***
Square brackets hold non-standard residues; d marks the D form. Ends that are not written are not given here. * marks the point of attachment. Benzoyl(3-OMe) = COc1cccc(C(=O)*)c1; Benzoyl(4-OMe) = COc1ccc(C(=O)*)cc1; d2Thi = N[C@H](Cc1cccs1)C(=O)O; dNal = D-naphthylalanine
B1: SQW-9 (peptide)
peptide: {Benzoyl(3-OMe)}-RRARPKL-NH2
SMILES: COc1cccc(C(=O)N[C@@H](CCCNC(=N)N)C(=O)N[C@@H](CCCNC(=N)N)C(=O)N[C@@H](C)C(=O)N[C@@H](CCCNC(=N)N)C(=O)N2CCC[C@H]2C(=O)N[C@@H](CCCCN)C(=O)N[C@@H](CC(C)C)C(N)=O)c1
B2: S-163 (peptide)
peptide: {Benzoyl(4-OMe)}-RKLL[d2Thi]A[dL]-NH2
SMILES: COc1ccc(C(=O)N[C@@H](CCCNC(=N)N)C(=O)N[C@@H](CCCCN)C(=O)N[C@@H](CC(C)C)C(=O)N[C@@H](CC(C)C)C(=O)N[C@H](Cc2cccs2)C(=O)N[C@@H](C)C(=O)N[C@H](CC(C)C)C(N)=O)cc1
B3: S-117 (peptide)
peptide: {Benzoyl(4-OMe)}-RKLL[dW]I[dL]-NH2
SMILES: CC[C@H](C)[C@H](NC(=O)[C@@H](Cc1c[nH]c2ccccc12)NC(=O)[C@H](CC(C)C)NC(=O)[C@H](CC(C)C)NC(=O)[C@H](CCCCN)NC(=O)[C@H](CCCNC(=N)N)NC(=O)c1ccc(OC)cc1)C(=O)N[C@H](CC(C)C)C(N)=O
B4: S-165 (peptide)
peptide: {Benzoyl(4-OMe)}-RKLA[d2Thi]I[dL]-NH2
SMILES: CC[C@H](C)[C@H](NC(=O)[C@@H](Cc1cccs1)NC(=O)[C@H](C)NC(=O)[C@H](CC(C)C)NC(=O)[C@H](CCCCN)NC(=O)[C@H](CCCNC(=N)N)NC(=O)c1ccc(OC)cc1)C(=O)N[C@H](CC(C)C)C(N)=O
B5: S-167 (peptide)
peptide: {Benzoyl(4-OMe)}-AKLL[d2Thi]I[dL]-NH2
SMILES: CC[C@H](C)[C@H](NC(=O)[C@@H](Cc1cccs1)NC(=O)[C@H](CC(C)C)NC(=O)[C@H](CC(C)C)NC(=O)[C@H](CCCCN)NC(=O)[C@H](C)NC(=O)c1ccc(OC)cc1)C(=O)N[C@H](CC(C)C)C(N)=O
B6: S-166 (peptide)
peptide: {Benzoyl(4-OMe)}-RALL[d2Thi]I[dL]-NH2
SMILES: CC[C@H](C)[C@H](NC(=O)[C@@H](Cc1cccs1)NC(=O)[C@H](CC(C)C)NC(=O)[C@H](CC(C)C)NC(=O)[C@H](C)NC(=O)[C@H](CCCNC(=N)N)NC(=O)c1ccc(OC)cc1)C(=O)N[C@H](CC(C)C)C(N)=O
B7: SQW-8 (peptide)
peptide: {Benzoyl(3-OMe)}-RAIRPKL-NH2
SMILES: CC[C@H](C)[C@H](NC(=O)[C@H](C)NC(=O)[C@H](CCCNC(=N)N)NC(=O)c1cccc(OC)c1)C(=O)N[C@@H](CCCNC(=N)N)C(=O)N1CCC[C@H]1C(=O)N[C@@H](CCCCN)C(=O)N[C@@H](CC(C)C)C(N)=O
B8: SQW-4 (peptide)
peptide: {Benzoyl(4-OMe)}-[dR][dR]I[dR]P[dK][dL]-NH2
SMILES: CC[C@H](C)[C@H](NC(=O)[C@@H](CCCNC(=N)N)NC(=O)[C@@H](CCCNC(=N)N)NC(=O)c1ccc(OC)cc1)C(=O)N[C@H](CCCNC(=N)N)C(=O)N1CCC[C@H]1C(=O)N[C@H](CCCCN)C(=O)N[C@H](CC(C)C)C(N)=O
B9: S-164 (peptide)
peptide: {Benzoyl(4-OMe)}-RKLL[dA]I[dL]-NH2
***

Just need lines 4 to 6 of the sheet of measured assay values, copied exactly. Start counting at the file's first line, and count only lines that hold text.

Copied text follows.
SMILES: COc1cccc(C(=O)N[C@@H](CCCNC(=N)N)C(=O)N[C@@H](CCCNC(=N)N)C(=O)N[C@@H](C)C(=O)N[C@@H](CCCNC(=N)N)C(=O)N2CCC[C@H]2C(=O)N[C@@H](CCCCN)C(=O)N[C@@H](CC(C)C)C(N)=O)c1
B2: S-163 (peptide)
peptide: {Benzoyl(4-OMe)}-RKLL[d2Thi]A[dL]-NH2